There was at that time, economic and social pressure to embrace and adapt design styles that utilized the products of industrialization as well as the many advances in transportation in the design of the built environment. Entirely new building types (railroad stations etc.) were being enshrined in the eclectic past. Eiffel had designed his tower in Paris and other structural engineers were exploring cable suspension and reinforced concrete structures as well as iron/steel framing. The ball fell in the architect’s court to “get up to date”.

Primary responders were the architects of the “Bauhaus” school in Europe and the more informal “Chicago” school in the US. Eclecticism of the past became DOA and the concept of generational eclecticism was born. “Form follows Function” ,“Less is More” and “Unity in Design” became the architectural mantras of the time. This revolutionary shift in architectural focus enjoyed the support of youth and the tolerance of adults through to the last quarter of the 20th century.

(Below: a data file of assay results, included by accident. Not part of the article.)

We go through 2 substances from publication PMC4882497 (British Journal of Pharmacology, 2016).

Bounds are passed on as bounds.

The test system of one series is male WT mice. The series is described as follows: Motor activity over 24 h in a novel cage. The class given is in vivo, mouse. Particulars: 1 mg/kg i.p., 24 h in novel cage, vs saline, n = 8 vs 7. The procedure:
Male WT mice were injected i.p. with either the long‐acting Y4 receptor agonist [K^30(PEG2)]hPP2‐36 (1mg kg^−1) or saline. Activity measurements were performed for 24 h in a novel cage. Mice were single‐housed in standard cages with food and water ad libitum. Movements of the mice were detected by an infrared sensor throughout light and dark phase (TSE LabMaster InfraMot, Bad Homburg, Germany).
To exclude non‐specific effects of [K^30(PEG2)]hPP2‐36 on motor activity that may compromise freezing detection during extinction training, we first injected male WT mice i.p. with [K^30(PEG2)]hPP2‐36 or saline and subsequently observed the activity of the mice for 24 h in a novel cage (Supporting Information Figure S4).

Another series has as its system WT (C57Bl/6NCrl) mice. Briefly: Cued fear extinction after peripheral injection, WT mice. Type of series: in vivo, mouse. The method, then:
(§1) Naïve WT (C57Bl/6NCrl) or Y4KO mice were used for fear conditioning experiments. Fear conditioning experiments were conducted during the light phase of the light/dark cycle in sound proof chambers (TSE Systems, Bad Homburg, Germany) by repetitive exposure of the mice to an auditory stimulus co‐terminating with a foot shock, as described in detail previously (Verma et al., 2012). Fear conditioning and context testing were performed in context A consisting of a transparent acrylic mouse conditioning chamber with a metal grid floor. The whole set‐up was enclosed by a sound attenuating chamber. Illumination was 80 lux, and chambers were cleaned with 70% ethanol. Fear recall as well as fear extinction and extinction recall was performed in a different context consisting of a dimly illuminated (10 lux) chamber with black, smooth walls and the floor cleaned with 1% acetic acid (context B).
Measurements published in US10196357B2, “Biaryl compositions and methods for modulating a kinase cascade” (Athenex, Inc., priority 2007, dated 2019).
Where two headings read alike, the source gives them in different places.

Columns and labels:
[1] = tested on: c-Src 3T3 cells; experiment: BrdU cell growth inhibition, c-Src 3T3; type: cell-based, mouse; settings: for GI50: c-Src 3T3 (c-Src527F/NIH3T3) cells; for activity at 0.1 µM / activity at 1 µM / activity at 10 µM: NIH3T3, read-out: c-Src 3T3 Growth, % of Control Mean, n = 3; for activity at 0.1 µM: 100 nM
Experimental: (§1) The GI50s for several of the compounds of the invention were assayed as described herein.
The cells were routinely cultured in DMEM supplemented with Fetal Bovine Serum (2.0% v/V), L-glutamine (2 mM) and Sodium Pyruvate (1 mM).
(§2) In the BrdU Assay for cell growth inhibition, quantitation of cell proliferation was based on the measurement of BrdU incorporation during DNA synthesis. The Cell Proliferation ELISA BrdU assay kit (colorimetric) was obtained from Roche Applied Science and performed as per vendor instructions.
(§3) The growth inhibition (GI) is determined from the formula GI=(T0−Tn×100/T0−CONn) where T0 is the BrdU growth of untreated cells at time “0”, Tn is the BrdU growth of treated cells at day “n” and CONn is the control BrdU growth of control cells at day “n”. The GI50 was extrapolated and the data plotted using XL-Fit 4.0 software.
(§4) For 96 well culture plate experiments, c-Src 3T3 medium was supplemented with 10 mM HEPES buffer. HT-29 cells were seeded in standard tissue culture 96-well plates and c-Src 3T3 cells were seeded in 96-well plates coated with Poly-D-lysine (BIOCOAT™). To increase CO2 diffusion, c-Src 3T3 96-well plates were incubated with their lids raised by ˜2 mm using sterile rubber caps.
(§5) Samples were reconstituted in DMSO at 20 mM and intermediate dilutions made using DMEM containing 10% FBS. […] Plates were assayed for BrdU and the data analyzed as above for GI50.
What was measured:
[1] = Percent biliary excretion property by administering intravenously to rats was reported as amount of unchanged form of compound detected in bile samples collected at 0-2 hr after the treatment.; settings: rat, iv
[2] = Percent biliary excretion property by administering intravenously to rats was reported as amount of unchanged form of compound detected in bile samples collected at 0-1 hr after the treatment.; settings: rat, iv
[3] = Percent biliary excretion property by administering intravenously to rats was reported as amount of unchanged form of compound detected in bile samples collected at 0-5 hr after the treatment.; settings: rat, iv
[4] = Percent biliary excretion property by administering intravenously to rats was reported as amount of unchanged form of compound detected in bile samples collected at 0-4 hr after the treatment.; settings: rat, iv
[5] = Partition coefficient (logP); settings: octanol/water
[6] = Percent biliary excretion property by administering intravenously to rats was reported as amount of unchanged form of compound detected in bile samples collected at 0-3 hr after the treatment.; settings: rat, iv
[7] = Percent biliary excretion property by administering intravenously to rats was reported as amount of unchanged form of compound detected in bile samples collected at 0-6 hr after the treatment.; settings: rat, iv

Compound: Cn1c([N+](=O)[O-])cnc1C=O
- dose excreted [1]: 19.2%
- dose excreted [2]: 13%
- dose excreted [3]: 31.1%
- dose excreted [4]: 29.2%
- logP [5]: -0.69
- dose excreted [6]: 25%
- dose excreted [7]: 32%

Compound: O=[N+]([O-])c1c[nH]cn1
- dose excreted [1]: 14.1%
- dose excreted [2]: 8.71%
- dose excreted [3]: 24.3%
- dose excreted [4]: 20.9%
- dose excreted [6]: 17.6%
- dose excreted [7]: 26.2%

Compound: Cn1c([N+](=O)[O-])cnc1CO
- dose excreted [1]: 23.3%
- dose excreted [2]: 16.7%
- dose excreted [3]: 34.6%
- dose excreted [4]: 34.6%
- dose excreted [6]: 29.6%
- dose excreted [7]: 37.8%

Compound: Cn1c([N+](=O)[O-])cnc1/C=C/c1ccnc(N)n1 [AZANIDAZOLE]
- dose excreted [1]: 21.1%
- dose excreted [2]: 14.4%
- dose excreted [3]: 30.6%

During the last twenty five plus years of the 20th century, the first phase of the energy crisis emerged with general environmental concerns spawning advances in the applications of ecology and produced profound concerns regarding the built environment. “Sustainability” in the selection of construction materials, site selection and energy conception of buildings became a dominant theme or at least a concern of architects. Paradoxically, during this same time, architectural thinking experienced a new generational shift; returning to a focus on the visual aspects of exterior design and interior design became an independent outcome of the edifice. This brings us to the near present and the next section of the blog.

Thursday, March 5, 2009

Part Two - Architecture for the 21st Century

Architects have long held that building for permanence is the ultimate objective of well designed architecture throughout history. Combining permanence with the historic maxim of architectural priorities in design is (from the Greco-Roman era) - first commodity, then firmness and lastly delight. Combining permanence with the prioritization of commodity, firmness and then delight, provides a value system to develop architecture for the 21st century. To adopt this value system is to reject recycling of the building in total as being too costly and unsustainable over the long run. This type of design recycling has been tried in the last century and is practiced in some areas of our culture.